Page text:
When it comes to climate change, Prime Minister Ralph Gonsalves doesn’t mince words: he will tell you that it is a matter of life and death for Small Island Developing States (SIDS).
Concerned that climate change could lead to an intensification of the global hydrological cycle, Caribbean stakeholders are working to ensure it is included in the region's plans for Integrated Water Resources Management (IWRM).
As unpredictable weather patterns impact water availability and quality in St. Lucia, the Caribbean island is moving to build resilience to climate-related stresses in its water sector.
The worst floods in the history of Paraguay have forced 300,000 people to flee their homes. Asunción, the most affected area, and other urban and rural areas were flooded by the rain-swollen Paraguay and Paraná rivers, foreshadowing what might happen when the El Niño phenomenon kicks in.
The 1,800 residents of the tiny Caribbean island of Barbuda are learning to adapt as climate change proves to be a force to reckon with, disrupting not just the lives of the living but also the resting places of those who died centuries ago.
Agriculture has always played an important role in the socioeconomic development of Guyana, one of just two Caribbean Community (CARICOM) member states that straddle South America.
Deforestation, especially in the Andean highlands of Bolivia and Peru, was the main driver of this year’s disastrous flooding in the Madeira river watershed in Bolivia’s Amazon rainforest and the drainage basin across the border, in Brazil.
Christmas 2013 was the most “dreary and depressing” Don Corriette can remember in a very long time.
It is a tough climb to the weather station: The trail leads across snow-covered boulder fields and steep, icy slopes. But for four researchers from Kyrgyzstan’s Geology and Mineral Resources Agency, the six-hour climb to the Adygene Glacier weather station, perched at 3,600 meters above sea level, is routine. From there, they can monitor 18 growing lakes at the glacier snout in the mountains above Bishkek.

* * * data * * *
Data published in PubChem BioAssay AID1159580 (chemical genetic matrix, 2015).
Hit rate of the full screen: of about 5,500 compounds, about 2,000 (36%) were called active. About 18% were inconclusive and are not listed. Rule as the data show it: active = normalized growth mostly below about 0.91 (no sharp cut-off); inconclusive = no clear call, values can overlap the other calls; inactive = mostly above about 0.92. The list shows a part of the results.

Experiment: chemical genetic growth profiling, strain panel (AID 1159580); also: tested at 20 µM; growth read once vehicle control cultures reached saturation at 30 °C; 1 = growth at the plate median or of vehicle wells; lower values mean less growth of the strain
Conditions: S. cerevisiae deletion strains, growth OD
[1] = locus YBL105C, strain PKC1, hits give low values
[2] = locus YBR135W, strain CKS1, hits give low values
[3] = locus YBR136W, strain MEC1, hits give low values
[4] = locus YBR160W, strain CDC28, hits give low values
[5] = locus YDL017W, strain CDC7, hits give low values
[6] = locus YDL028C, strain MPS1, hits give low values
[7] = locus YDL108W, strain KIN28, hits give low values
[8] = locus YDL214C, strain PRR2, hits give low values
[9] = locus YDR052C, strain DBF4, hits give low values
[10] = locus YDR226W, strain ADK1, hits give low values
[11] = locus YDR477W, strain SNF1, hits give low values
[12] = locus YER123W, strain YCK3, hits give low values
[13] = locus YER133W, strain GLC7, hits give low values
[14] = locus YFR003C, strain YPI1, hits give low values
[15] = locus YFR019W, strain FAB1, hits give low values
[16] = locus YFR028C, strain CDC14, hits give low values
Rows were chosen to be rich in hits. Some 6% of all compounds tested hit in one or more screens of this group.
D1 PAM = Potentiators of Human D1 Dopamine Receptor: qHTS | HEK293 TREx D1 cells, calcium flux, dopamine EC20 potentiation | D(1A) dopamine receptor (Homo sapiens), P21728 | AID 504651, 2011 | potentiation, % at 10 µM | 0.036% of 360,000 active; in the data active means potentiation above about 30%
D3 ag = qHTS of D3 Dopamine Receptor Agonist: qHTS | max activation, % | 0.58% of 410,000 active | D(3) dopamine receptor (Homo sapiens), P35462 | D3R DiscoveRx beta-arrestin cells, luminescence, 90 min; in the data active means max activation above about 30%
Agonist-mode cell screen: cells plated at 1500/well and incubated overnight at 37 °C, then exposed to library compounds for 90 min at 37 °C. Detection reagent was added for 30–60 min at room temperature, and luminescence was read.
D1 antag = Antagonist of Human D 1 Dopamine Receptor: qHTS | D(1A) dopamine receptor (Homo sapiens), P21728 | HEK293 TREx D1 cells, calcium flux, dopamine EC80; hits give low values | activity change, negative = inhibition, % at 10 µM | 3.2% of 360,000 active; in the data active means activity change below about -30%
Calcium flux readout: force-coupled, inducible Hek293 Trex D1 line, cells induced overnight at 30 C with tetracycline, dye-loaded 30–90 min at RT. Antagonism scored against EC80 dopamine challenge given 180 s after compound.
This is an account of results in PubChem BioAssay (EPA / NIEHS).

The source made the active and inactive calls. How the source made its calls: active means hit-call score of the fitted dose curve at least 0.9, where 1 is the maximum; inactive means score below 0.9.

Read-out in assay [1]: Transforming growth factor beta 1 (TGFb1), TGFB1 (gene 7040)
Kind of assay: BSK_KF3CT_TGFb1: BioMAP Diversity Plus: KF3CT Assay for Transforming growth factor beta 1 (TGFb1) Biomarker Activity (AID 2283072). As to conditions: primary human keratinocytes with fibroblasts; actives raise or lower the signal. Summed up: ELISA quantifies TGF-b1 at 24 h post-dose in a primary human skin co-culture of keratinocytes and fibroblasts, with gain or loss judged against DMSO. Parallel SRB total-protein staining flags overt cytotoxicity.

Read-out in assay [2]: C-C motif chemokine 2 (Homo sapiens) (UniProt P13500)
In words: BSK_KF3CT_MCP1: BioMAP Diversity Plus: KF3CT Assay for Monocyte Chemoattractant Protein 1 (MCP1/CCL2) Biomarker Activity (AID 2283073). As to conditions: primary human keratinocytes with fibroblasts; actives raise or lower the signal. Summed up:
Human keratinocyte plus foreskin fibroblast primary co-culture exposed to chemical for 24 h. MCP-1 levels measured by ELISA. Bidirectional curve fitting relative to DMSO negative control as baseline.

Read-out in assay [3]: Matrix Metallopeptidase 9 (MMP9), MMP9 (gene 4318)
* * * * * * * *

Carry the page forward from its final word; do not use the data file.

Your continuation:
Can Caribbean governments take legal action against other countries that they believe are warming the planet with devastating consequences?
José Alberto Chacón traverses the winding path across his small farm on the slopes of the Irazú volcano, in Costa Rica, which meanders because he has designed it to prevent rain from washing away nutrients from the soil.
Guyanese President Donald Ramotar says the death and destruction caused by intense rainfall in three Caribbean Community (CARICOM) countries over the Christmas holidays is a sign that the region has no time to lose in fortifying its resiliance to climate change.
Colleen James arrived in St. Vincent and the Grenadines from Canada two days before Christmas hoping to enjoy the holiday season with her family. Now she’s getting ready to bury her two-year-old daughter and 18-year-old sister.
It’s a dirty, smelly business, but wastewater is gaining prominence across the Caribbean as countries from Jamaica in the west to Guyana in the south increasingly recognise its effects on the environment and the importance of improving its management.
One year ago, Hurricane Sandy ravaged the Northeast United States, causing an estimated 68 billion dollars in damage and paralysing the world’s financial nerve centre.
Successful risk management can be a powerful tool for development, the World Bank said Monday in its annual World Development Report (WDR).
Trinidad's Orange Grove Savannah sits at the foothills of the Northern Range, whose watersheds provide copious volumes of fresh water into the aquifers - natural underground water storage areas - lying below these green spaces.
Malcolm Wallace always knew on which side his bread would be buttered.
Dalchan Singh, a root crop farmer and board member of the Agricultural Society of Trinidad and Tobago, says the past year has seen drastic changes in the weather of this twin-island Caribbean nation.
“The river is reclaiming its place, the water has risen up to here,” says Ana Polanco, crouching down to hold her hand high above her head in the little tin house she shares with her children in El Hueco, one of the communities on the east side of the Venezuelan capital besieged by the polluted and deceptively calm Guaire River.
Extreme heat, flooding and water and food shortages will rock South Asia and Africa by 2030 and render large sections of cities inhabitable, if the world continues to burn huge amounts of coal, oil and gas, the World Bank is warning.